Jonathan Loáisiga always had the arm. Even when he was pitching ineffectively to start his career, you could see why the organization was so bullish on his development. The only issue was that he simply could not stay on the field. The San Francisco Giants released him after missing 2014 and 2015 to injuries, and he pitched in just one game before having Tommy John surgery in 2016. In 2019, a shoulder injury in May limited him to just 31.2 total innings. In the shortened 2020 season, Loáisiga was able to manage just 23 innings as a bullpen arm and spot starter.
Thankfully for us fans, the Yankees stuck with him. In 2021, Loáisiga broke out in a massive way as the team’s best reliever. Aside from three uncharacteristic implosions — one in May against the Nationals, one in June against the Royals, and one in July against the Red Sox — Loáisiga was virtually unhittable as he was deployed in a firefighter-like role. Though another shoulder injury threatened his season late in the year, he was, thankfully, able to return before the end of the year and finish off what was truly a remarkable season.
2021 Stats: 70.2 IP, 2.17 ERA, 2.58 FIP, 1.02 WHIP, 8.79 K/9, 24.4 percent K%, 2.04 BB/9, 5.7 percent BB%, 0.38 HR/9, 2.4 fWAR
2022 ZiPS Projections: 66.7 IP, 3.24 ERA, 3.20 FIP, 1.16 WHIP, 9.99 K/9, 2.70 BB/9, 0.81 HR/9, 1.4 fWAR
I know I always make a big deal about Statcast’s percentile rankings in my write-ups, but this graphic might be my favorite of all-time. Last year, Loáisiga was quite literally the best of the best when it came to average exit velocity, hard hit percentage, xwOBA, xERA, xSLG, chase rate, and fastball velocity. When I say that Loáisiga’s 2021 campaign was a good one, I might actually be selling him short.
How did Loáisiga do it? The sinker, of course. For the first time in his career, Loáisiga threw his sinker more than half of the time (54.9 percent, to be exact) to great effect. In terms of run value, it comes in at the elite -13. Opponents hit just .252 against his sinker, and the hard hit rate was just 28.2 percent. Beyond just his sinker, though, Loáisiga’s curveball was also excellent. Good for a RV of -7, opponents hit a measly .098 (and slugged just .098!) against it while whiffing literally half of the time. When they did make contact with the bender, it was hit hard only 12.5 percent of the time.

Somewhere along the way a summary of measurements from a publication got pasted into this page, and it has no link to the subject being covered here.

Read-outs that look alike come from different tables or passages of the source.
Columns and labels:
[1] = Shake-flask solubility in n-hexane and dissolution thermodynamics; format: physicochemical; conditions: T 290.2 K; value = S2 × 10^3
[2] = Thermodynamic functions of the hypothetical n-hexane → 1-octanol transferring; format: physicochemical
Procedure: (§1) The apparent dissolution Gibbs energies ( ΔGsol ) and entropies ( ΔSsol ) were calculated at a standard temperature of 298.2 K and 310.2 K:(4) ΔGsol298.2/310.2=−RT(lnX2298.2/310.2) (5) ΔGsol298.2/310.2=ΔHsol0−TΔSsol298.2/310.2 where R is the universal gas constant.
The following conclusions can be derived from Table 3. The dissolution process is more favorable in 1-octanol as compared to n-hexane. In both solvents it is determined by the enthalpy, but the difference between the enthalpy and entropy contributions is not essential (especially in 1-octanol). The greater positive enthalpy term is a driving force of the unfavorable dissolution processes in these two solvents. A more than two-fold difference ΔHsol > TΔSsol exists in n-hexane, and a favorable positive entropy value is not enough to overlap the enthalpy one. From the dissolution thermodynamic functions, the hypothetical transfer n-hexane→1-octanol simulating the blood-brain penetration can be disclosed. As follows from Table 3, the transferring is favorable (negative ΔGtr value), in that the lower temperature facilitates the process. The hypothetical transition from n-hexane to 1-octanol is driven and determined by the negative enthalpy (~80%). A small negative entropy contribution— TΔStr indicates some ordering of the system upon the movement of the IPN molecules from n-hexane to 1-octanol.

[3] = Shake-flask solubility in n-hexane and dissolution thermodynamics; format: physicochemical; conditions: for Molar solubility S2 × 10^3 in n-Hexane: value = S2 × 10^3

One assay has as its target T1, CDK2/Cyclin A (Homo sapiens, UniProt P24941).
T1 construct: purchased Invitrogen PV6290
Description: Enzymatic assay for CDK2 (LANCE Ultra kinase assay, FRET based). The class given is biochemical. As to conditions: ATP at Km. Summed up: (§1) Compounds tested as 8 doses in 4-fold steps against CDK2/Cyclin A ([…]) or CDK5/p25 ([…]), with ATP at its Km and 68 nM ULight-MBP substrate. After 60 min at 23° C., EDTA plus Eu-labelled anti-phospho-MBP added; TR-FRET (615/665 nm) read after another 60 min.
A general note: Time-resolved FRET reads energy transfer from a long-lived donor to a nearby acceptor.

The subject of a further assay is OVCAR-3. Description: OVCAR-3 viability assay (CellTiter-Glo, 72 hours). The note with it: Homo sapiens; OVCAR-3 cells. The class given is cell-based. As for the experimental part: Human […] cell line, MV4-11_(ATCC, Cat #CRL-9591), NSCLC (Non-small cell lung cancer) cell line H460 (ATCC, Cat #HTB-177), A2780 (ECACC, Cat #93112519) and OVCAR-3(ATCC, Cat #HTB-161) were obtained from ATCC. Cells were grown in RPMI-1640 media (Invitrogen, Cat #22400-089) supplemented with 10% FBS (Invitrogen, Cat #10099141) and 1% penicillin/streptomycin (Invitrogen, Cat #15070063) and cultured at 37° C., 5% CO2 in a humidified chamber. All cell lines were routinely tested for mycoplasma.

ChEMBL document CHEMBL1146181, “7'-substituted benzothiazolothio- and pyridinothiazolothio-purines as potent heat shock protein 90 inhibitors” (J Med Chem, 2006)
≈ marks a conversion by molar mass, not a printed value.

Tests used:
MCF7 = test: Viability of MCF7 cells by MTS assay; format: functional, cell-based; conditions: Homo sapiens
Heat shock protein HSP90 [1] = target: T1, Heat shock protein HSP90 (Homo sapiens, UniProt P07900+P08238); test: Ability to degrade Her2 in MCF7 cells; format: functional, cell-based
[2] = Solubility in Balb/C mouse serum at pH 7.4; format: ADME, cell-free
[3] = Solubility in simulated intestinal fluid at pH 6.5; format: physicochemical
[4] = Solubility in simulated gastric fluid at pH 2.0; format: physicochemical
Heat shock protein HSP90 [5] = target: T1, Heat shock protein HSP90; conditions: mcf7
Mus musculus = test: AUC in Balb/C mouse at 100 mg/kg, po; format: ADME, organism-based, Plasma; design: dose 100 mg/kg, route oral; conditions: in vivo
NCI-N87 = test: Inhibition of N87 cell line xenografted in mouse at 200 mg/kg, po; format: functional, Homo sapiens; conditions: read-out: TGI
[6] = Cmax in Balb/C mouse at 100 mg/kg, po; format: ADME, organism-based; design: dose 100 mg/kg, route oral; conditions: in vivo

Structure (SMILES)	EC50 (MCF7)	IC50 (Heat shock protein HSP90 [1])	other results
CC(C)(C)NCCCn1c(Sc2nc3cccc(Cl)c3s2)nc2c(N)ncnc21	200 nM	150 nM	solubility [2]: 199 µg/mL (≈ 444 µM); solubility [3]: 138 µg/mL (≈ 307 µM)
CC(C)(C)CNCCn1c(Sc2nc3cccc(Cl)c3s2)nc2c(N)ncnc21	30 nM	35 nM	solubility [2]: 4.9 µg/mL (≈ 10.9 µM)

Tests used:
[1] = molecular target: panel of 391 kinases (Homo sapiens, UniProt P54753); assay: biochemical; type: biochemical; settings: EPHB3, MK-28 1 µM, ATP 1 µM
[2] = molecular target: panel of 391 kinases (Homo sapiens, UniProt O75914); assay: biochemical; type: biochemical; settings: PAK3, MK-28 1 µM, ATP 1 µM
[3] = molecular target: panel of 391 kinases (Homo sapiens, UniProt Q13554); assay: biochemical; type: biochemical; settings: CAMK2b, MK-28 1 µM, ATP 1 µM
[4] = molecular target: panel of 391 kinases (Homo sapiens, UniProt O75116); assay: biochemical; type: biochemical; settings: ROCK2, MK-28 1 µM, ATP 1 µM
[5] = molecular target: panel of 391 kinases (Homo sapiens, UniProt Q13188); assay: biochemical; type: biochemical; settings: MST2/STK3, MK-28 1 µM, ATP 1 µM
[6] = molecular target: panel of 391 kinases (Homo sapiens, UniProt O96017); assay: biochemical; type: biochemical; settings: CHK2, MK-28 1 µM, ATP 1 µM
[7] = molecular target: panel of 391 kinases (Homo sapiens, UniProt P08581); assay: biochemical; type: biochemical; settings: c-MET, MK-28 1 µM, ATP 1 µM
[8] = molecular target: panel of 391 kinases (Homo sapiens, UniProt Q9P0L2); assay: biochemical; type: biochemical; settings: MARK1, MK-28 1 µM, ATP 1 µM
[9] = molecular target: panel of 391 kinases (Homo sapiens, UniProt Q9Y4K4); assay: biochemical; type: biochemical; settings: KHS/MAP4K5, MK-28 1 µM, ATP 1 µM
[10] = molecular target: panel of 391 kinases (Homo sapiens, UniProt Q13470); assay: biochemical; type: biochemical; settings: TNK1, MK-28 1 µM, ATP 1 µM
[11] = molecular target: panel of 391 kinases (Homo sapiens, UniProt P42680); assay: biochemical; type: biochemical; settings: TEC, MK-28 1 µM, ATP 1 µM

Thanks to his absurdly good sinker — I mean, seriously, a sinker that averages 98.3 MPH is basically a human cheat code — Loáisiga induced a groundball in a whopping 61.5 percent of at-bats. For the sake of comparison, the MLB average was 45.1 percent last year. Opponents also hit line drives just 15.9 percent of the time (MLB average: 25.2 percent). The highlight compilation below should serve as a reminder of just how filthy his stuff is:
Paul O’Neill says it best at the :23 mark — his stuff is just flat unhittable.
Of course, Loáisiga’s 2022 season is not without some question marks. As we’ve seen in the past, bullpen arms can be hit-or-miss from season-to-season, and it’s always a risky proposition to just assume that relievers will as effective (or even nearly as effective) from one season to the next. Relief pitching is probably the most volatile position in the sport, so just by virtue of being a reliever, it’s no sure thing that Loáisiga will have a repeat campaign this year.
Furthermore, a lot of the stats that jump off the page — his groundball rate, for one — beg the question of whether or not that type of success is sustainable. Even with that incredible leap in groundball percentage, his career mark still sits at 54.3 percent (it would be roughly 48 percent without). While that is, of course, still an excellent rate, can we expect another 60 percent groundball rate from Loáisiga next year?
And, of course, there is the ever-scary question of whether or not he will be able to stay on the field. Shoulder injuries can be devastating for pitchers, especially ones with such a long injury history, and Loáisiga is coming off a season where he shattered his previous high in innings pitched. It’ll be intriguing to see what kind of wear-and-tear, if any, last season’s high usage had on his arm.
If I were a betting man, though, I would feel safe putting my money on Loáisiga to put up another massive season for the Yankees bullpen. His raw stuff is simply too good to gloss over, and it seems as though he really learned how to pitch last season.
Beyond just his stuff, though, Loáisiga might be one of the primary beneficiaries of the Yankees’ offseason moves thus far. As someone who has an uncanny ability to keep the ball on the ground, the defensive upgrades behind him at shortstop and third base in the form of Josh Donaldson and Isiah Kiner-Falefa, as well as the return of Anthony Rizzo at first (despite being in decline on the defensive side, he’s still an upgrade over Luke Voit) and the roving presence of DJ LeMahieu across the infield will certainly help shore up the holes behind him. And, as I detailed in my review of the trade with the Minnesota Twins, Ben Rortvedt’s framing prowess might steal him a few more strikes.